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Written by: Kristen DiFilippo, PhD, RDN

The Dietary Guidelines for Americans recommend the consumption of a variety of vegetables and fruits (USDA and US Department of Health and Human Services, 2020). Only 12.3% of adults consume enough fruit, and even fewer, 10%, meet the vegetable recommendations (Lee, et al., 2019). For children one to five years old, almost 1 in 3 do not eat fruit daily and nearly half do not eat vegetables daily (Hamner, et al., 2023). Special Supplemental Nutrition Program for Women, Infants, and Children (WIC) recently announced that it will be increasing the cash-value benefit for fruits and vegetables for children to $26 for children, $47 for pregnant and postpartum, and $52 for breastfeeding. This change aims to support pregnant, post-partum, and breastfeeding adults and young children in meeting their fruit and vegetable needs.


People are recommended to consume a variety of vegetables that are raw or cooked, fresh, frozen, canned, or dried. For variety, it is important to select vegetables that are dark green; red, and orange; beans, peas, and lentils; starchy; and more to get a variety of nutrients. Fruit can be whole, cut, mashed, cooked, or 100% juice with a recommendation that less than half of the fruit consumed comes from 100% juice. Getting enough vegetables and fruit helps to reduce risks for many diseases including heart disease and certain types of cancers.

According to, the following amounts of fruits and vegetables are recommended per day:

  • Toddlers:
    • 12-23 months: 2/3 to 1 cup of vegetables, ½ to 1 cup of fruit
  • Children
    • 2-3 years: 1 to 1 ½ cup of vegetables, 1 to 1 ½ cup of fruit
    • 4-8 years: 1 ½ to 2 ½ cups vegetables, 1 to 2 cups fruit
  • Girls
    • 9-12 years: 1 ½ to 3 cups vegetables, 1 ½ to 2 cups fruit
    • 14-18 years: 2 ½ to 3 cups vegetables, 1 ½ to 2 cups fruit
  • Boys
    • 9-13 years: 2 to 3 ½ cups vegetables, 1 ½ to 2 cups
    • 14-18 years: 2 ½ to 4 cups vegetables, 2 to 2 ½ cups
  • Women
    • 19-30 years: 2 ½ to 3 cups vegetables, 1 ½ to 2 cups fruit
    • 31-59 years: 2 to 3 cups vegetables, 1 ½ to 2 cups fruit
    • 60+ years: 2 to 3 cups vegetables, 1 ½ to 2 cups fruit
  • Men
    • 19-30 years: 3 to 4 cups vegetables, 2 to 2 ½ cups fruit
    • 31-59 years: 3 to 4 cups vegetables, 2 to 2 ½ cups fruit
    • 60+ years: 2 ½ to 3 ½ cups vegetables, 2 cups fruit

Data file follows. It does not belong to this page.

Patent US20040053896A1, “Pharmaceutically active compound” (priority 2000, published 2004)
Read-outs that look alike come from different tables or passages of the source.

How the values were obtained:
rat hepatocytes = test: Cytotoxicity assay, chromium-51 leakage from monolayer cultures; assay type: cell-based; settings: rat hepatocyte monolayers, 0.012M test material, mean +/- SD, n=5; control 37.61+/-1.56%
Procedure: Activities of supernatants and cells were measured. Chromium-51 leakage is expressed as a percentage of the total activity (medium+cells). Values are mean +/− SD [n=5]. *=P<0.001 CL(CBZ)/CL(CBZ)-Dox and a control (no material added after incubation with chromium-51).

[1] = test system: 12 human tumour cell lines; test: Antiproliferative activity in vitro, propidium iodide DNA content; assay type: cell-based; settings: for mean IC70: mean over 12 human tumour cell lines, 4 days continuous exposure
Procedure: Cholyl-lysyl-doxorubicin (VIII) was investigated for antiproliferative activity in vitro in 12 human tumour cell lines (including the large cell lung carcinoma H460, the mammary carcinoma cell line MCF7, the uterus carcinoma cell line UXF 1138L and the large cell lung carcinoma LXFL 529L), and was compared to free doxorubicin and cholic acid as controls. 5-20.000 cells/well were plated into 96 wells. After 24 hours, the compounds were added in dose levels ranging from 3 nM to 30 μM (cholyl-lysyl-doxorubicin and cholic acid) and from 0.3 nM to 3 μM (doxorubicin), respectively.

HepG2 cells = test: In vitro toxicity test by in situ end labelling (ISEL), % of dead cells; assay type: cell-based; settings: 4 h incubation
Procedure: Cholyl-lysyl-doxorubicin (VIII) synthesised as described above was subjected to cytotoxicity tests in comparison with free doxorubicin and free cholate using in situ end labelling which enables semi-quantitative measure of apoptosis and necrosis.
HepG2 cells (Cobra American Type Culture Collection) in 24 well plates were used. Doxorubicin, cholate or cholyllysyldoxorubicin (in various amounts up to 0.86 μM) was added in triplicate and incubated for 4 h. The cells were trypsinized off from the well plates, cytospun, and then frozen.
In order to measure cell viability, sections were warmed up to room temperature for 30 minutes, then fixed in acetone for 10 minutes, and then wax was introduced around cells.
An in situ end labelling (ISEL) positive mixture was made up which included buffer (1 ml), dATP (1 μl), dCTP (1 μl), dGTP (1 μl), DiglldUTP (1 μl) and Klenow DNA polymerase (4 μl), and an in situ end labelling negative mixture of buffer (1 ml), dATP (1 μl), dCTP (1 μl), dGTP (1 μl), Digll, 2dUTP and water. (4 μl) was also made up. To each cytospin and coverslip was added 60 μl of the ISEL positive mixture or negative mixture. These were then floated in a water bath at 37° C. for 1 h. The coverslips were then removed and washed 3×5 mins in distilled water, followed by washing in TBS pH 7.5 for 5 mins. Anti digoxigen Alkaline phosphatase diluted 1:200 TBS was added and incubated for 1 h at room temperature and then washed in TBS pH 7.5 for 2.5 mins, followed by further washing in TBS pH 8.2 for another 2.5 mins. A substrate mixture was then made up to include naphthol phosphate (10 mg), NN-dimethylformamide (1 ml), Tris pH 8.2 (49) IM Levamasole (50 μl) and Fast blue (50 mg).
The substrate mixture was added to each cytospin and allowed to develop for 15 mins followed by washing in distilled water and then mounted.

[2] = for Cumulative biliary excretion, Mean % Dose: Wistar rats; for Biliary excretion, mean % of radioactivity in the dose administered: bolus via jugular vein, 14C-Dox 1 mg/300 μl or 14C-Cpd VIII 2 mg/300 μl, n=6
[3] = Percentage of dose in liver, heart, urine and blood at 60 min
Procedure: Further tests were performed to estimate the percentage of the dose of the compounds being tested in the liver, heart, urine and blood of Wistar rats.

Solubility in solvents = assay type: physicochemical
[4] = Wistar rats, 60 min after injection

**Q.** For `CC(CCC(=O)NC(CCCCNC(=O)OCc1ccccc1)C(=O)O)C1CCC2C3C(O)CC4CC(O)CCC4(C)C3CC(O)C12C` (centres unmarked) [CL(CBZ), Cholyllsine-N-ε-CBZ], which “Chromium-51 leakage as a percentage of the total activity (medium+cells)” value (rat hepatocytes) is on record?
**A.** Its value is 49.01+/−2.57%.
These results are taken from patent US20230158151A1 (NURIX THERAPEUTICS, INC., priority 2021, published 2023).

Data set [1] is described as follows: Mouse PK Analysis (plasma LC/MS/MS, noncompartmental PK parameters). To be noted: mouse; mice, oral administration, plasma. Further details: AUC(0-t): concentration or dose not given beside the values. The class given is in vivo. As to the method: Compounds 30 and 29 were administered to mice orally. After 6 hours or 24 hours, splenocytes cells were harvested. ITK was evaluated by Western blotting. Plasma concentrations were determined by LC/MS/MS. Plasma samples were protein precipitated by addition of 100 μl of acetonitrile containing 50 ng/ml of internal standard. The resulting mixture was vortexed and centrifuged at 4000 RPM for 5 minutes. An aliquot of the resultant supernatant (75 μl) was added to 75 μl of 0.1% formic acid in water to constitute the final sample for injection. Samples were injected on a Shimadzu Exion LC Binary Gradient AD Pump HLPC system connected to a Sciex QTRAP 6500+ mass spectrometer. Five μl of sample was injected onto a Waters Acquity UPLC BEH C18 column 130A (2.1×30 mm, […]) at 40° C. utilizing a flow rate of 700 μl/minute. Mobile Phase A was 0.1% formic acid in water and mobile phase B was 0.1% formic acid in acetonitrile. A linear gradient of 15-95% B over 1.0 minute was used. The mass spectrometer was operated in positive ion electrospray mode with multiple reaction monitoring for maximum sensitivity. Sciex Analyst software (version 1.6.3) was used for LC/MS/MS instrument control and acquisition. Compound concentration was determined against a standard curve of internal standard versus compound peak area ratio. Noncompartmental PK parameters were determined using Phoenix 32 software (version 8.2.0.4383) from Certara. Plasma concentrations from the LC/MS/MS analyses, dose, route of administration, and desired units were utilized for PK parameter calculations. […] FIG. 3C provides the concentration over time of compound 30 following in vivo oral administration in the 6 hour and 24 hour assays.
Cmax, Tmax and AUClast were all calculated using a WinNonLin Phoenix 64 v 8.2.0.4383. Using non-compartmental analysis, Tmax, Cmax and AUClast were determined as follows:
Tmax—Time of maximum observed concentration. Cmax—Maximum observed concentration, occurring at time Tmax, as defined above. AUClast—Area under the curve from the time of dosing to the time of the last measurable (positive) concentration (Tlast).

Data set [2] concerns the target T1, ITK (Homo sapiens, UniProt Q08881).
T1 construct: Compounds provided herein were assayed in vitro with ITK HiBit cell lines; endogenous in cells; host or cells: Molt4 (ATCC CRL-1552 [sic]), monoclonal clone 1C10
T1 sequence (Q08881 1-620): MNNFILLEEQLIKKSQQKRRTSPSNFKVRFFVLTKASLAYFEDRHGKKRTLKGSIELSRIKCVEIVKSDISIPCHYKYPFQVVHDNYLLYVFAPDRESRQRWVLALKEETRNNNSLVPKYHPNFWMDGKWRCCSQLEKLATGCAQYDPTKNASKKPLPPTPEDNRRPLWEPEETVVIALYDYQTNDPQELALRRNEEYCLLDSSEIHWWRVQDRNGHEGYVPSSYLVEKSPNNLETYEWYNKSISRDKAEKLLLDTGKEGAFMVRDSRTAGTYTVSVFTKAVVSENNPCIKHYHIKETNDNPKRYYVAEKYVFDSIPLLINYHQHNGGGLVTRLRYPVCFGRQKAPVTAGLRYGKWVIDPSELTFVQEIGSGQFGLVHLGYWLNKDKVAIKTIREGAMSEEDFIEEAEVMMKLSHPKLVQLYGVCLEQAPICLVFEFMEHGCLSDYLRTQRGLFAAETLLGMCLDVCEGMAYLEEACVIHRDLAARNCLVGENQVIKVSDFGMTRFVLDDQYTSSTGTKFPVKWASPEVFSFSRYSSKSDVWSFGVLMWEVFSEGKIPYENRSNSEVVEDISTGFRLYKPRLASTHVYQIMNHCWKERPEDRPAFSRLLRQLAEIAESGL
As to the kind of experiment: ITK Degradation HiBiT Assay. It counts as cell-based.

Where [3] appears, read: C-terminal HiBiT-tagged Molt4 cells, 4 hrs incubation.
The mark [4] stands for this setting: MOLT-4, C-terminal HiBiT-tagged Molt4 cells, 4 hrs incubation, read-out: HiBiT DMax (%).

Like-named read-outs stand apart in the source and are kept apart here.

Shopping Tips

The USDA has 3 budget-friendly tips for increasing fruits and vegetables (USDA, 2020).

  1. Plan before you shop. This will help you to buy only what you need and avoid food waste.
  2. Choose low-cost recipes. Selecting fruits and vegetables that are in season is a great way to decrease costs. Buying in bulk can also help reduce costs if you can plan recipes to use up the amount you’ve purchased.
  3. Go beyond fresh produce. Frozen and canned produce can be great options for keeping food costs down and helping you meet your fruit and vegetable goals.

Many Americans are not meeting their needs for fruits and vegetables. Increasing fruit and vegetable intake can help to reduce disease risk. It can also help people to reduce overall calorie intake while ensuring adequate nutrients. The increased WIC benefits will help an at-risk population to access more fruits and vegetables. Nutrition professionals can also help by assessing intake and providing budget-friendly strategies for increasing intake.


Lee SH, Moore LV, Park S, Harris DM, Blanck HM. Adults Meeting Fruit and Vegetable Intake Recommendations — United States, 2019. MMWR Morb Mortal Wkly Rep 2022;71:1–9. DOI: icon.

U.S. Department of Agriculture and U.S. Department of Health and Human Services. Dietary Guidelines for Americans, 2020-2025. 9th Edition. December 2020. Available at

Hamner, H. C., Dooyema, C. A., Blanck, H. M., Flores-Ayala, R., Jones, J. R., Ghandour, R. M., & Petersen, R. Fruit, Vegetable , and Sugar-Sweetened Beverage Intake Among Young Children, by State-United States, 2021.. MMWR Morb Mortal Wkly Rep 2023;72:1-6.

U.S Department of Agriculture. (2020). How to Save More on Fruits and Vegetables.

Image from Pixabay.